Cyclists just love their multi-tools. Unfortunately, given the emphasis that’s placed on keeping these tools small (and thus short), they usually provide very little leverage for tightening and loosening bolts. The Nutter addresses that problem by combining a multi-tool with something that most cyclists will be carrying with them anyway – a tire lever.
Made from strength-treated stainless steel, the Nutter was created by London-based Kiwi product designer Mark Windsor, who previously brought us the QuickFix folding mudguard.
Sick of Ads?
More than 700 New Atlas Plus subscribers read our newsletter and website without ads.
Join them for just US$19 a year.More Information
The main body of the tool has a nylon/fiberglass bent and rounded tip at one end, allowing it to be used as a tire lever. Its other end features a 15mm box head wrench, a spoke wrench, and a receptacle for a variety of interchangeable bits.
Those bits include 3,4,5,6 and 8mm hex tools,a Philips head screwdriver, a flat head screwdriver, a T25 torque key, and a tool bit extender. There’s a space for two of the most commonly-used bits to be stored within the lever itself, while the others can be kept in the included carrying pouch, which is made from leather and recycled inner tubes. That pouch has straps that allow it to be mounted under the saddle or beneath the top tube.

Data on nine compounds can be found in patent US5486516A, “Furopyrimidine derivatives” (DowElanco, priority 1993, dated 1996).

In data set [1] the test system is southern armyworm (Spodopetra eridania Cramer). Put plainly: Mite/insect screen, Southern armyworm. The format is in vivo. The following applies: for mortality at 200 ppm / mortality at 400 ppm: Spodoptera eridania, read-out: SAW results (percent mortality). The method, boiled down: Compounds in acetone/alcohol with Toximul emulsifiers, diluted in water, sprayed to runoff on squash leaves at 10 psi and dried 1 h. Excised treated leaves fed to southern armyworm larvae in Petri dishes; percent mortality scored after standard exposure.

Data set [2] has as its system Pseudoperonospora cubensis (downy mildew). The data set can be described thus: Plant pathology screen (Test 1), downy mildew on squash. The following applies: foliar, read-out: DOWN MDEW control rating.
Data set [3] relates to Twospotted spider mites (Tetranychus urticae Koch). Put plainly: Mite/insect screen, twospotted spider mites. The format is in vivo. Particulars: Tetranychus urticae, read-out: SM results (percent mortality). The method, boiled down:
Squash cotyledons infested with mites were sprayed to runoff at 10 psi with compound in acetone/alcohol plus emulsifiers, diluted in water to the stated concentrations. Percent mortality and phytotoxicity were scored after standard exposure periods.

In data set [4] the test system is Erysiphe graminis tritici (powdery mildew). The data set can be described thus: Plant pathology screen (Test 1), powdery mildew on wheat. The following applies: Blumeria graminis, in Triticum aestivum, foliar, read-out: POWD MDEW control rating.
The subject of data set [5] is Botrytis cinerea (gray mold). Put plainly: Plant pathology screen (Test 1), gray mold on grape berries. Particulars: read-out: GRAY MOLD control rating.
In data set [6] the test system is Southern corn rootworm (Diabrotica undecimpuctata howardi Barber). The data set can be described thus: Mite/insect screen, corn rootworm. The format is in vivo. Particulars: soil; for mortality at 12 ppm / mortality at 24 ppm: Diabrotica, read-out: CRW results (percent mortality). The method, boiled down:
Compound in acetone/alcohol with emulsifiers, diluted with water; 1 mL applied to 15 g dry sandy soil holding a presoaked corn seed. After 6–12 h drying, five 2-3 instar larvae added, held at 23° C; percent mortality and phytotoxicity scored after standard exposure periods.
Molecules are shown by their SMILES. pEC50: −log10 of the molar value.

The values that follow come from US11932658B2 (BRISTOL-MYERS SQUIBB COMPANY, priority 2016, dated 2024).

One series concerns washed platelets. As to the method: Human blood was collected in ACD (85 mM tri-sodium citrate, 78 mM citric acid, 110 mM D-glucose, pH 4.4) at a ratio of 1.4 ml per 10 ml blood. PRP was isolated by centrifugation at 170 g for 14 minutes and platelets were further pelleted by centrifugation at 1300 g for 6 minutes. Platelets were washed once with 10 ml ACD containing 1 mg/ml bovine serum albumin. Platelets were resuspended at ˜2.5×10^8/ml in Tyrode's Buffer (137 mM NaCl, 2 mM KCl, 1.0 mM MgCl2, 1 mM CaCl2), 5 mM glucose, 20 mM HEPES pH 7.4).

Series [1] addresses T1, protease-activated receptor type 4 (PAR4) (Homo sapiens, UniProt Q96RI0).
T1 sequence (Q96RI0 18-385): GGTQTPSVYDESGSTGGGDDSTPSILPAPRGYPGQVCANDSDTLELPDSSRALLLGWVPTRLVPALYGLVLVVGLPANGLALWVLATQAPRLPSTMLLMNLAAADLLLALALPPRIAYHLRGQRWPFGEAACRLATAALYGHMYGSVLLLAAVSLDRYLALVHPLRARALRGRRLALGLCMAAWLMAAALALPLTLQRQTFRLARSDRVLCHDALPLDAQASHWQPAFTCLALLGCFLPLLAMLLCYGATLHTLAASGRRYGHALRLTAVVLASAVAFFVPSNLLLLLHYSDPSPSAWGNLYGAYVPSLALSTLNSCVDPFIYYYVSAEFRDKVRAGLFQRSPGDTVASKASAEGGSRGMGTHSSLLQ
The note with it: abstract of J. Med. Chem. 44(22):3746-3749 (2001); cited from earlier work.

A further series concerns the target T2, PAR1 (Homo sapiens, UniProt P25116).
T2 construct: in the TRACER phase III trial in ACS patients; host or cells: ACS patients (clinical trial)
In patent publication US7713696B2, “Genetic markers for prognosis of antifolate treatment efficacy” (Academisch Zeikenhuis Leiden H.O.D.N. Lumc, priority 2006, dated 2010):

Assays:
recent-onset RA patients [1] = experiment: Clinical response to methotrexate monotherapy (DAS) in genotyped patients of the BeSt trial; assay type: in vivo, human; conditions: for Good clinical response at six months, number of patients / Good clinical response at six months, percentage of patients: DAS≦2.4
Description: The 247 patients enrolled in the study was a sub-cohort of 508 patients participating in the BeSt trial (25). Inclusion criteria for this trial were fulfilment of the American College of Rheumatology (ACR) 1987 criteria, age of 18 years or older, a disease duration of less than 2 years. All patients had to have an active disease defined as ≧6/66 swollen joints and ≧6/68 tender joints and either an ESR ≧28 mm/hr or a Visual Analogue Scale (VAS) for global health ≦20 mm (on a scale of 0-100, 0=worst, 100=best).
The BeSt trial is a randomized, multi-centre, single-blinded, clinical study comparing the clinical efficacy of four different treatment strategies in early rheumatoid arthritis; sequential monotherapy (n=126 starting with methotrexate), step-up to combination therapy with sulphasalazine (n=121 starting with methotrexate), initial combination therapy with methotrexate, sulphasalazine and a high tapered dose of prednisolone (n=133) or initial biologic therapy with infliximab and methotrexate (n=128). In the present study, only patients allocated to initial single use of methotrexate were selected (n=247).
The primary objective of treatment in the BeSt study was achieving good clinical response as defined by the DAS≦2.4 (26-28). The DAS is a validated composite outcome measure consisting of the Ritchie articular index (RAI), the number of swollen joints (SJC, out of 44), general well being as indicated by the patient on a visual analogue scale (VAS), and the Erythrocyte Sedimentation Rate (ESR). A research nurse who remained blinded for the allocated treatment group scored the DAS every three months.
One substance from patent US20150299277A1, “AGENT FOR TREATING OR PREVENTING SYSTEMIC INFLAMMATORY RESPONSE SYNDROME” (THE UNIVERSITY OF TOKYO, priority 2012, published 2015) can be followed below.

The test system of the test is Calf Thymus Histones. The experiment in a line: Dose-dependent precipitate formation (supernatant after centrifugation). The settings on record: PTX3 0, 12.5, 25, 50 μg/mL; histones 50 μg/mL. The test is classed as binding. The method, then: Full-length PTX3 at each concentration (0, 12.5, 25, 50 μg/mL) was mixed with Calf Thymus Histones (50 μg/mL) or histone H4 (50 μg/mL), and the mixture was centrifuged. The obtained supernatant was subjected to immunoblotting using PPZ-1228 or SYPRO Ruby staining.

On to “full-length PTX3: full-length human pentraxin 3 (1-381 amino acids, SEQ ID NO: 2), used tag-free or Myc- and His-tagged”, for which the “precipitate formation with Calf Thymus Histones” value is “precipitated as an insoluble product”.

Of course, the Nutter also includes a built-in bottle opener.
The tool, bits and pouch have a combined weight of 185 grams (6.5 oz). There’s such a wide variety of multi-tools out there, that it’s difficult to find any typical weight for comparison. Popular bike tool manufacturer Park Tool, however, offers multi-tools with fold-out tire levers that are about the same weight or even more – although some of those include extra items such as chain tools.
Windsor has just wrapped up a very successful Kickstarter fund-raising project for the Nutter, so it should be going into production soon. There’s no word on final pricing, although a minimum pledge of £30 (US$46) was required to get one.
The tool can be seen in use in the pitch video below.